The Fragility of Empowerment: Changing Gender Relations in a Zimbabwean Resettlement Area


Addison, Lincoln. 2019. “The Fragility of Empowerment: Changing Gender Relations in a Zimbabwean Resettlement Area.” Review of African Political Economy 46 (159): 101–16.

Author: Lincoln Addison


This article examines the fragility of women's empowerment in Sovelele, a resettlement area established through Zimbabwe's Fast Track Land Reform programme. Compared to their lives before resettlement, married women have larger plots allocated to them by husbands, exercise a higher degree of control over surplus grain and experience more joint use of resources. Single women can more easily buy and hold land in their own right. Yet, these gains are fragile because they arise out of largely unintended and changing circumstances, including the spatial dynamics of resettlement, permit-based land tenure, limited market integration and labour shortage. While attention to the conditions underlying empowerment reveals its fragility, it is not equally fragile for all women. Some women's gains may prove more resilient than others because they rest upon a deeper renegotiation of gender relations.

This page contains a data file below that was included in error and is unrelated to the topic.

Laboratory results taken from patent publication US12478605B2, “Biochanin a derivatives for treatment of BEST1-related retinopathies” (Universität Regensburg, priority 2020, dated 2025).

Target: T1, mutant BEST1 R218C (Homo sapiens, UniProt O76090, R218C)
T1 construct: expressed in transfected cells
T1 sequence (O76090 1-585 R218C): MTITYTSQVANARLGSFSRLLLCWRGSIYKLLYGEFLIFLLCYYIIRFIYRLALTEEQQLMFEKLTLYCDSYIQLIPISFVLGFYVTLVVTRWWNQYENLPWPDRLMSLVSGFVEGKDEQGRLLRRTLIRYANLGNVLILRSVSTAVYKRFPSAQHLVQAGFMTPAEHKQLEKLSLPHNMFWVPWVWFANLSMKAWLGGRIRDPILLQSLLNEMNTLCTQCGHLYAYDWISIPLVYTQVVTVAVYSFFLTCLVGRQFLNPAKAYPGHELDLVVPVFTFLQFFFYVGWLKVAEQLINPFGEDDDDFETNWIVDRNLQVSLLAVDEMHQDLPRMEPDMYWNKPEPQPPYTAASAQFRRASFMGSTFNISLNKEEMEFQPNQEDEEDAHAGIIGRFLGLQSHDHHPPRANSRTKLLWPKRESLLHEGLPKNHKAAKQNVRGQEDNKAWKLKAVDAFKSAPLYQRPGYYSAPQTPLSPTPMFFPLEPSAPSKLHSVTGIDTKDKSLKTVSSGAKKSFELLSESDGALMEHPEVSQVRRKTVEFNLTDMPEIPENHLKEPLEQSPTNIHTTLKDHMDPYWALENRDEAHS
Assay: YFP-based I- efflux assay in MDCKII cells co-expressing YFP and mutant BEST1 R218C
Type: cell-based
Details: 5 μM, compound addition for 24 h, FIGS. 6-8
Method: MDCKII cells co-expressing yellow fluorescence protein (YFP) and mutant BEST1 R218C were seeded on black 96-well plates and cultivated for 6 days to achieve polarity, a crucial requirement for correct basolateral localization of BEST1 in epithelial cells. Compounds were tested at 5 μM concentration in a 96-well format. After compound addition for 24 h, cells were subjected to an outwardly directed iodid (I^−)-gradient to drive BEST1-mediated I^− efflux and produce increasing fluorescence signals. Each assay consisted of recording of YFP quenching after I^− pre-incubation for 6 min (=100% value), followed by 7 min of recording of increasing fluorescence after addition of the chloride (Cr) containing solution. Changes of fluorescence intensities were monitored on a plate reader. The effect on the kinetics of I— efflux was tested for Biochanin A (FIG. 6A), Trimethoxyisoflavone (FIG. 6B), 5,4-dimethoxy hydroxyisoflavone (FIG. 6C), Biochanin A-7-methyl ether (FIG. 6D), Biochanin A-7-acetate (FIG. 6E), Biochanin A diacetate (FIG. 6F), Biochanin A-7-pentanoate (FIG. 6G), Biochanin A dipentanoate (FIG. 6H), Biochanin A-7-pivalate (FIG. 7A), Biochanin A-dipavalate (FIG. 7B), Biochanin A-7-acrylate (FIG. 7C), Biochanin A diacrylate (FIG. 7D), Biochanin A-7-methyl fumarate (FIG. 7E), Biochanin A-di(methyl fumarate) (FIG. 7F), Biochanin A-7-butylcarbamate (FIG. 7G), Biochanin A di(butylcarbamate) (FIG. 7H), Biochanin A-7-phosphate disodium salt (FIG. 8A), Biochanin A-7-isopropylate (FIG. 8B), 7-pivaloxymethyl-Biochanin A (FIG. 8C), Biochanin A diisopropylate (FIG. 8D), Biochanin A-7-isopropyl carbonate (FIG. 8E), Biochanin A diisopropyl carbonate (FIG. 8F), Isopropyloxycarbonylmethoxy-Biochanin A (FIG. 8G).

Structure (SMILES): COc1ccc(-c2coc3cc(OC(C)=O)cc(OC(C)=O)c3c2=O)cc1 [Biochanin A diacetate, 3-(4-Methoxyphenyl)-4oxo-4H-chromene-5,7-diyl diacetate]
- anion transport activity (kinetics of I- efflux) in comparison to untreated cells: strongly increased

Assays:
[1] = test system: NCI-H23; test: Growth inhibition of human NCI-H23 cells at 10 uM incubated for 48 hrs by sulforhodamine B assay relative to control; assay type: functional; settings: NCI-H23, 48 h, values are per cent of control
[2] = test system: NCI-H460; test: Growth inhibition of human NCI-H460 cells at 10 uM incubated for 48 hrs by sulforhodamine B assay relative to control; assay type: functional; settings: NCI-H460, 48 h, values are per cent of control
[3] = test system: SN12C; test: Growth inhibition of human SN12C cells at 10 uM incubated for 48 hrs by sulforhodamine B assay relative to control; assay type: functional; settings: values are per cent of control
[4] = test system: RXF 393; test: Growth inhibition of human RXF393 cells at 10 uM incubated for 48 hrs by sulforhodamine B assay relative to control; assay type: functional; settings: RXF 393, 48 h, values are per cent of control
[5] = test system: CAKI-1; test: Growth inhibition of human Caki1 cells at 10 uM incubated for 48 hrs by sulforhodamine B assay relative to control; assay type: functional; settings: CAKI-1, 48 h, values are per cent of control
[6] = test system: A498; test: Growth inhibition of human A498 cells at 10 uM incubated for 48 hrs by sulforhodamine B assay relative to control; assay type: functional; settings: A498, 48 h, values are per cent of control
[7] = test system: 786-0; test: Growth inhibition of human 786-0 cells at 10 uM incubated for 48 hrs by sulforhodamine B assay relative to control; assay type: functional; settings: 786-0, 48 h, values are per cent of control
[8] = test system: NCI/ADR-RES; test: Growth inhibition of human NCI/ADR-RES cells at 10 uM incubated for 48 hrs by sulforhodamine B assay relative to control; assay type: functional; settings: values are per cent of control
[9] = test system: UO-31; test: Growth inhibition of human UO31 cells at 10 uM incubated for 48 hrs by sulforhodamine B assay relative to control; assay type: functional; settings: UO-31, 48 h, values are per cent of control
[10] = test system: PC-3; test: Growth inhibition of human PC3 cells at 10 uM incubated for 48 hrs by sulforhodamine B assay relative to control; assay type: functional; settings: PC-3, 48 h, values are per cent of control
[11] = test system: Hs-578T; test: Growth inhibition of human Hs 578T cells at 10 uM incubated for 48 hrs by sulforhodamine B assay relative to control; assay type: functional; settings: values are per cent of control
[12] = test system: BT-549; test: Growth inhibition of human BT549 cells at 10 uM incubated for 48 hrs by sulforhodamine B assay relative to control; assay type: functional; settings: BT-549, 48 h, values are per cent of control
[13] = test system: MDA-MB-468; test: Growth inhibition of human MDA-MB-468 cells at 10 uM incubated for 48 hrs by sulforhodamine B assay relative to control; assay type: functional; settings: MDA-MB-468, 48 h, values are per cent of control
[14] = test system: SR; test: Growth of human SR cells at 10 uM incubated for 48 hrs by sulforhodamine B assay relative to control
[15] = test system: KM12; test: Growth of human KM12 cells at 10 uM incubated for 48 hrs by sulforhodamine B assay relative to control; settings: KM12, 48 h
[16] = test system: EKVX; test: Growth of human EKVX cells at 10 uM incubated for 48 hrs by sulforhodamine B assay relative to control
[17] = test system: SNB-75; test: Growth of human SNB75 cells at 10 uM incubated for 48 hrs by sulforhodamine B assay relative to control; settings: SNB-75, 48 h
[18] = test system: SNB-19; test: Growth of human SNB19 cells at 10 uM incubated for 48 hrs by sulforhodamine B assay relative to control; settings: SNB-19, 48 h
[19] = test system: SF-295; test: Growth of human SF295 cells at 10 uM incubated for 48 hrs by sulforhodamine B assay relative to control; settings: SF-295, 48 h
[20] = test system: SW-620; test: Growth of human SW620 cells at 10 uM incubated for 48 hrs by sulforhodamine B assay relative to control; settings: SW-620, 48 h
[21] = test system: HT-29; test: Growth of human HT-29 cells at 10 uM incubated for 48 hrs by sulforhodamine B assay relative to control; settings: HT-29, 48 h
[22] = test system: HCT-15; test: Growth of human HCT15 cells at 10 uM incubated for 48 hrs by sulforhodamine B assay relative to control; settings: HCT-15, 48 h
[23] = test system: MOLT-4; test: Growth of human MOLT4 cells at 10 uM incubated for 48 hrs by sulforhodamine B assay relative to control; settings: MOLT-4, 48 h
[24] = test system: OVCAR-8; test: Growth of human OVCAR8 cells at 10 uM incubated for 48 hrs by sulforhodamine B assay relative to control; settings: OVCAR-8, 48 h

Keywords: land reform, gender, Zimbabwe, agricultural child labor, climate smart agriculture (CSA)

Topics: Agriculture, Gender, Women, Gendered Power Relations, Land Tenure, Rights, Land Rights Regions: Africa, Southern Africa Countries: Zimbabwe

Year: 2019

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